"The first broadside we gave brought our opponent's three masts down at once, and towards the close of the business we also had the satisfaction of giving the three-decker a tickling which knocked all his sticks away. We were so intermingled with the enemy that it was impossible to confine our attack to one, and though no one vessel struck to us in particular, I am sure we had a share in each. The Admiral is sending off his despatches, and I have only a few minutes which I have been able to steal from my duty on deck to write these few hurried lines. They will, I trust, be equal to a volume. . . .

"P.S.—We have not suffered much in masts and rigging, and I fancy not an officer is killed in the whole squadron."

The work of repairs had immediately to be considered after the action was over, and no doubt the "duty on deck" was very exacting when Francis Austen managed to snatch time to scrawl this letter for the relief of anxious ones at home.

The end of the two ships which ran on shore is given in the log.

"February 9, at eight. Saw the two ships which ran on shore during the action of the 6th, appearing to be full of water and quite wrecks.

"Observed the frigates to fire several guns at them. At 9 shortened sail and hove to. The Epervier stood towards the wrecks with a flag of truce. Epervier made telegraph signal: 'There are about twenty men on board the three-decker, and sixty on board the two-decker. Boats can approach; take them off, and fire the hulls if ordered.'

"Admiral made telegraph signal: 'Send two boats to the Acasta to assist in bringing off prisoners.' At a quarter past four, observed the wrecks to be on fire."

Soon after they were all on the passage towards Jamaica.

On February 12, an amusing incident is logged. Amusing it is in our eyes, though perfectly seriously recorded.

"12. Acasta made telegraph signals: An American ship four days from Trinidad. The master reports that he saw there an English gazette, containing particulars of great successes gained by the allied powers on the Continent over the French, who are stated to have been everywhere beaten, their armies destroyed, and Bonaparte flying or killed. This had been brought to Trinidad by the mail boat from Barbadoes, and the garrison fired a night salute on the joyful occasion."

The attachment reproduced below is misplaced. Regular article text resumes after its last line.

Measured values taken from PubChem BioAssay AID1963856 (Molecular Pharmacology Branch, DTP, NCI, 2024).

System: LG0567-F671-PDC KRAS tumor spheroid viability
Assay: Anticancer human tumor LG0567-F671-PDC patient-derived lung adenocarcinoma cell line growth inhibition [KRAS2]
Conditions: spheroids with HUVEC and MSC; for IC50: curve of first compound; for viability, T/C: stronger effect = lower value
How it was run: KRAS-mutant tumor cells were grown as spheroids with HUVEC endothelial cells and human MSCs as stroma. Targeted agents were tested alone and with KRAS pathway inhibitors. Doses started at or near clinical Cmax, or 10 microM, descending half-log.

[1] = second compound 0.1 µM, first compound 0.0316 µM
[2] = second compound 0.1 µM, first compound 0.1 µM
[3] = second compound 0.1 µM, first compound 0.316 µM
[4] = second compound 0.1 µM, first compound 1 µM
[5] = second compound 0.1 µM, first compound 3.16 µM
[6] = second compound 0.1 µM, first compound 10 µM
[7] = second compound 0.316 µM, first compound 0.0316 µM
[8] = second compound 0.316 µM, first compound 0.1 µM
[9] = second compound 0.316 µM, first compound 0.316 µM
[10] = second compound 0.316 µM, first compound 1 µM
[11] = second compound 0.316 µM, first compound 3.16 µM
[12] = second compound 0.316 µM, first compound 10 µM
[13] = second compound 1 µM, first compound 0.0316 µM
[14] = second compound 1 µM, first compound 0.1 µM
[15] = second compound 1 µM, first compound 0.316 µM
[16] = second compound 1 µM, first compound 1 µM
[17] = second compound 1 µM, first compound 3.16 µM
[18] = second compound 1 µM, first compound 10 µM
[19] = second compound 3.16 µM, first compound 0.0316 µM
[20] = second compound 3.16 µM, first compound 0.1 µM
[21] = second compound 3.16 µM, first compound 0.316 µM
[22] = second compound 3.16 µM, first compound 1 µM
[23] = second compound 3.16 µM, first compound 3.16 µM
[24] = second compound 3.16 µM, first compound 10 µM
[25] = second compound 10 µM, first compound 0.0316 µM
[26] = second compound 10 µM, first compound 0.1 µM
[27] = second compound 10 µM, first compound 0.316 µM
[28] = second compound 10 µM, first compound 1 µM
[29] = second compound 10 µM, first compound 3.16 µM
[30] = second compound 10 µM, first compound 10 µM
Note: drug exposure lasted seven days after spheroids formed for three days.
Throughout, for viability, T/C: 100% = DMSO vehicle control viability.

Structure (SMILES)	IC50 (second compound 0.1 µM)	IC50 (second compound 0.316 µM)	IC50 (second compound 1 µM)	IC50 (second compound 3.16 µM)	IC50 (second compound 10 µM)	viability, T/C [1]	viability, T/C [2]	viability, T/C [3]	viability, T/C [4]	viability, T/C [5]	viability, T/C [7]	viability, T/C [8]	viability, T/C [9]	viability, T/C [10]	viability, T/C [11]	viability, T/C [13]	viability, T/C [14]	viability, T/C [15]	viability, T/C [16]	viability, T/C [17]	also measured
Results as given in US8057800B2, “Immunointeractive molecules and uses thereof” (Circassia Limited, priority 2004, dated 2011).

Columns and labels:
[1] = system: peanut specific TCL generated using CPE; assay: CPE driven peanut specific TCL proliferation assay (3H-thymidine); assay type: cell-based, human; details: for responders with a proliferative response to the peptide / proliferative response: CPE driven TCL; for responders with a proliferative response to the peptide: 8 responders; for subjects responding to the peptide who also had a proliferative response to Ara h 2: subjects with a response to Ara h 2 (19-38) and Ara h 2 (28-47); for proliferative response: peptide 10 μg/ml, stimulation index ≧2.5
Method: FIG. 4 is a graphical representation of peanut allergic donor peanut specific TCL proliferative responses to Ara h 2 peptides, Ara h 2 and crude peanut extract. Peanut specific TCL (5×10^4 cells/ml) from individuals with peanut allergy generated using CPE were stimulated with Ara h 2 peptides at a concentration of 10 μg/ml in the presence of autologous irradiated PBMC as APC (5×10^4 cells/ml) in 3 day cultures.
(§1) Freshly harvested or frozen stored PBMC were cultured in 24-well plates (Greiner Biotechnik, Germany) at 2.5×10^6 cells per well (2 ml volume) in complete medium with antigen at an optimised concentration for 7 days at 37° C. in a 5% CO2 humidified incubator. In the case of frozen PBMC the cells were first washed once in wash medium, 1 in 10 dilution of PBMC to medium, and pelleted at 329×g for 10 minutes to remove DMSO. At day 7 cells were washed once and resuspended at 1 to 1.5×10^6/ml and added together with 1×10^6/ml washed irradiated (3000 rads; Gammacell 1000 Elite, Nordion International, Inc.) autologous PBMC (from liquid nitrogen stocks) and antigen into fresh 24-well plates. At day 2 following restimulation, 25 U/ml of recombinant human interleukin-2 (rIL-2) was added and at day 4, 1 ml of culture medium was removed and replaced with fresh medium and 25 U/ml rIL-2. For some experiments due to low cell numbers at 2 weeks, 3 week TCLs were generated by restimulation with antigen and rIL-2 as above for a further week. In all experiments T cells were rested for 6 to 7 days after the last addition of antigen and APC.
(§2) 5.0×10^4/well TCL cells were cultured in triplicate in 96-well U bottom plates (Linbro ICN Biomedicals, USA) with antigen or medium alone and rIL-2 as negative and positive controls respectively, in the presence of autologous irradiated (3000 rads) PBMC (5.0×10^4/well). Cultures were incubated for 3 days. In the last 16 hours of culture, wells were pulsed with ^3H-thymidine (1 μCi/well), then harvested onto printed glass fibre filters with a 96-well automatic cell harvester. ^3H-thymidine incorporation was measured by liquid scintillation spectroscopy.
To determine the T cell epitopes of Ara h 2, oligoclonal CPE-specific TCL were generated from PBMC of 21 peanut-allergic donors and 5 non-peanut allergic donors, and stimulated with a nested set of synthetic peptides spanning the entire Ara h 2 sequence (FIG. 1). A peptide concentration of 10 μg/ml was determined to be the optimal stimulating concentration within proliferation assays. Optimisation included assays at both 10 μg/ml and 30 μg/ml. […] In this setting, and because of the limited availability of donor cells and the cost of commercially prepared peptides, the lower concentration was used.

This was, of course, quite at variance with facts.

The voyage home from Jamaica was uneventful, except for the constant trouble given by l'Alexandre, which had evidently been badly damaged in the action, and had at last to be taken in tow. It was a happier home-coming for Captain Austen than he had looked forward to soon after Trafalgar. To return after a successful action with three prizes in company was a better fate than had then seemed possible.

They arrived on April 29, when the record stands:

"Saw the lighthouse of St. Agnes bearing N.N.E. by E., distant six or seven leagues; made signal for seeing land," with what feelings it is easier to imagine than to describe. Such a description has been attempted over and over again, with varying degrees of success. Jane Austen tells of a sailor's leave-taking and return only once, and then, as is her way, by the simple narration of details. Anne Elliot and Captain Harville are having the time-honoured argument as to the relative strength of the feelings of men and women, and to illustrate his point Captain Harville says: "If I could but make you comprehend what a man suffers when he takes a last look at his wife and children, and watches the boat he has sent them off in, as long as it is in sight, and then turns away and says, 'God knows whether we ever meet again.' And then if I could convey to you the glow of his soul when he does see them again; when coming back after a twelvemonths' absence, perhaps, he calculates how soon it be possible to get them there, pretending to deceive himself, and saying, 'They cannot be here till such a day,' but all the while hoping for them twelve hours sooner, and seeing them arrive at last, as if heaven had given them wings, by many hours sooner still. If I could explain to you all this, and all that a man can bear and do, and glories to do for the sake of these treasures of his existence. . ."

Jane Austen must, indeed, have known something of the feelings of "such men as have hearts," and the troubles and joys of the seafaring life.

Several of the West Indian Governments and Trading Associations voted addresses, as well as more substantial recognition, to the Admirals and officers engaged at St. Domingo, who also received the thanks of Parliament on their return to England.